Europe's Push for Less-Toxic Tech


Given the bare-knuckles competition among video-game console makers, the news was an unwelcome surprise. Just before Christmas, 2001, Sony (SNE) was stunned to learn that nearly 1.3 million of its best-selling PlayStation 1 game machines had been stopped at the border by Dutch customs agents.

Sony's offense? Cables in the consoles contained levels of cadmium considered unsafe under recent changes to Dutch law. The chemical element has long been used by electronics companies to boost the performance of cables and batteries. But a growing body of evidence had begun to show that when disposed of, cadmium can accumulate in the environment and cause serious health problems. And the Netherlands wanted no more of the stuff.

MORE SNAFUS? In the days following, Sony went into high gear. It had to squelch rumors of a broader recall while sparring with its Taiwanese cable supplier over just who was to blame for the slip-up. In the end, the seizure delayed the sale of $160 million worth of consoles, and Sony had to bear big costs for replacements parts, storage, and repacking the goods.

Rare as episodes like this have been, Sony's snafu may foreshadow similar dramas that could unfold on a larger scale across Europe come next July 1. That's when new European Union rules come into effect strictly limiting the import of goods containing six key toxins regularly used by electronics manufacturers, including lead and cadmium (see table below).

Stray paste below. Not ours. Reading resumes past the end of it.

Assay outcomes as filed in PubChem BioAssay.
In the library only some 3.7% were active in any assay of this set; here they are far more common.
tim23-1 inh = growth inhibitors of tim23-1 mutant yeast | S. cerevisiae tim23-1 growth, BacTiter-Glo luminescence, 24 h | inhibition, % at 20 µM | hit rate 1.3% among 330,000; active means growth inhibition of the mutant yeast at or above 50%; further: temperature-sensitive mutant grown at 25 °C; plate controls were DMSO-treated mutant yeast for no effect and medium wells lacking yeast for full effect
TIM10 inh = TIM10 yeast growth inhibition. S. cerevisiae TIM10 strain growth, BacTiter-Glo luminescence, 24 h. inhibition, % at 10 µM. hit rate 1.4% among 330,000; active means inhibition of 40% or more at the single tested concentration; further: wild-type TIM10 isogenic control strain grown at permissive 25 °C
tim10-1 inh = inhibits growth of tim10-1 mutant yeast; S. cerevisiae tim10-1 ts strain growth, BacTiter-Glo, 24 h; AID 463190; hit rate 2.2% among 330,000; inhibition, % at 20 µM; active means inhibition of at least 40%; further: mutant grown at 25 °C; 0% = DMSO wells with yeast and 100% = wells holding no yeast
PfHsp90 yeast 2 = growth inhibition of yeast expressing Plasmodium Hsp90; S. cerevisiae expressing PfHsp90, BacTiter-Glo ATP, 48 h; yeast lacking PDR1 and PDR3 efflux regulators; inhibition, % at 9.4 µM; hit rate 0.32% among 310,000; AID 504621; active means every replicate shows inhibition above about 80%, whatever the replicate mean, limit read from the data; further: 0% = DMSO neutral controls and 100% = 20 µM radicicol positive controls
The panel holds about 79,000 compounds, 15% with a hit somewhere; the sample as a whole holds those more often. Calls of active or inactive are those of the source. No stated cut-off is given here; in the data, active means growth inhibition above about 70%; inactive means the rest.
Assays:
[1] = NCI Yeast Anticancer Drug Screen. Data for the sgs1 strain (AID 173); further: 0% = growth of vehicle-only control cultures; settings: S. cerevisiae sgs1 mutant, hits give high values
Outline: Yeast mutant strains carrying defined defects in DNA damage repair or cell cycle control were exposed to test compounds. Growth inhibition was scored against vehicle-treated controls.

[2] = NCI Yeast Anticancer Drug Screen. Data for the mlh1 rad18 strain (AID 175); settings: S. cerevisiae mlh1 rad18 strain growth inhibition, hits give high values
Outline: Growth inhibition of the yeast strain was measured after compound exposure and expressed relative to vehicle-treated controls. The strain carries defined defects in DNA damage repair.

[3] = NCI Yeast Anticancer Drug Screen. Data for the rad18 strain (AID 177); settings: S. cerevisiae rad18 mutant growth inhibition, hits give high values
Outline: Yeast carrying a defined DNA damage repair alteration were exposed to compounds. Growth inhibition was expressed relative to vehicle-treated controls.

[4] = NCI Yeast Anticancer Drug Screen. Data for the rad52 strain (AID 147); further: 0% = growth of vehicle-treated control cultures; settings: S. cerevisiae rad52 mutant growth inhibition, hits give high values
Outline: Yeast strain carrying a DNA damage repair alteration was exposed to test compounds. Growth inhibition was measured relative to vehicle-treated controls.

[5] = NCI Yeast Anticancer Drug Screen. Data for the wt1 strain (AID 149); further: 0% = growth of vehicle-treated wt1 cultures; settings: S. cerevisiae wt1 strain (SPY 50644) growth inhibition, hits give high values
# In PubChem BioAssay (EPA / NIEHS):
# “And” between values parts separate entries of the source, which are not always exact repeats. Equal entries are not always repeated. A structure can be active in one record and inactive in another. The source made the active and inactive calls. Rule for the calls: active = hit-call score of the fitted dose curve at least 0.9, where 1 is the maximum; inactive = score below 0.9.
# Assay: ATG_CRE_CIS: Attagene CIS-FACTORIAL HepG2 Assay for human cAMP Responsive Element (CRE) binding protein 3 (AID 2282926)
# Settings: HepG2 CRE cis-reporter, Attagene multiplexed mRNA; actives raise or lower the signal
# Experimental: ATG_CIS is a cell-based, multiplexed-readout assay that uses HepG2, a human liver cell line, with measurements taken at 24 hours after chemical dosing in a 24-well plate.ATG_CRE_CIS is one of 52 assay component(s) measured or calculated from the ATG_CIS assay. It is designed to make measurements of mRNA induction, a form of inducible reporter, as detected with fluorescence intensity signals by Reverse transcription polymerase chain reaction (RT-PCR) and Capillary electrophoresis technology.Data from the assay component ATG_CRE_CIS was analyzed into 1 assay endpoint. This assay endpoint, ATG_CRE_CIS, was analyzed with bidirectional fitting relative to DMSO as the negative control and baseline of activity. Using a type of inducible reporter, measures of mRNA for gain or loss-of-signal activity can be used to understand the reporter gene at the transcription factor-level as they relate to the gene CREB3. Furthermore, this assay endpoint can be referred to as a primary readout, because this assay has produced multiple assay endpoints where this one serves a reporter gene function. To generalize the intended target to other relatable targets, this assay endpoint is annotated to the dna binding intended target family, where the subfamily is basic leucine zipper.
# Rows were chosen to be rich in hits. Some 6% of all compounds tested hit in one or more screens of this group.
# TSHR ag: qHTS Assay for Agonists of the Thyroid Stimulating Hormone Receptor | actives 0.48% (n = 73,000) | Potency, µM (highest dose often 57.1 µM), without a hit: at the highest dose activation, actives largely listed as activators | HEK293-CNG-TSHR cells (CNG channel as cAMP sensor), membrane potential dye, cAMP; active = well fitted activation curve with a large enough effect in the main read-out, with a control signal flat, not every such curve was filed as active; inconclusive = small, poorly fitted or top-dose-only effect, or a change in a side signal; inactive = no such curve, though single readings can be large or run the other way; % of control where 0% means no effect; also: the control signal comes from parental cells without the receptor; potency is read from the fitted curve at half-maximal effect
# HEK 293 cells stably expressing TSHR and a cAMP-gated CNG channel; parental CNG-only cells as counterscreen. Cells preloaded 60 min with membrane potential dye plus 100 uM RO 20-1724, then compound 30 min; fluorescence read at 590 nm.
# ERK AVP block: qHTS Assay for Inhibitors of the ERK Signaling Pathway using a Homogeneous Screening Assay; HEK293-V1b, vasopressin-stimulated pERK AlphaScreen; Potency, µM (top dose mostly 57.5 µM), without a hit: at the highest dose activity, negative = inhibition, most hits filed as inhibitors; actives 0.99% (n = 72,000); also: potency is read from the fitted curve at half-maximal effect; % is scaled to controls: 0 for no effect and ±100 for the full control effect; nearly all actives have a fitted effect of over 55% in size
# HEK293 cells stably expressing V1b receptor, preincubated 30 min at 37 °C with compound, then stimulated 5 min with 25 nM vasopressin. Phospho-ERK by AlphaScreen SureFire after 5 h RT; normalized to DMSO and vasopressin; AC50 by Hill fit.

The changes haven't caught major manufacturers by surprise. Big global brands -- the likes of Sony, IBM (IBM), Intel (INTC), and Nokia (NOK) -- and their contract manufacturers and suppliers began work on this problem in the late 1990s. Still, worries are rising that secondary suppliers and manufacturers may fail to be ready and that a repeat of the Sony episode is inevitable. "A lot of this is probably going to catch players by surprise," says Steven Fox, a technology analyst at Merrill Lynch.

GLOBAL STANDARD. Motivated by rising public concern over the harmful impact of packaging and waste, lawmakers across Europe have enacted country-specific rules on the use of toxic materials over the past decade like the regulations that stopped Sony's game consoles from entering the Netherlands. But the Reduction of Hazardous Substances, or RoHS, mandate, extends and expands those effort across the entire 25-member EU. The rule complements a related EU initiative, the Waste Electrical & Electronic Equipment (WEEE) directive, that makes manufacturers responsible to take back gear at the end of its life, to recycle parts, and safely dispose of toxic materials (see BW Online, 1/18/05, "Turning Tech Green in Europe").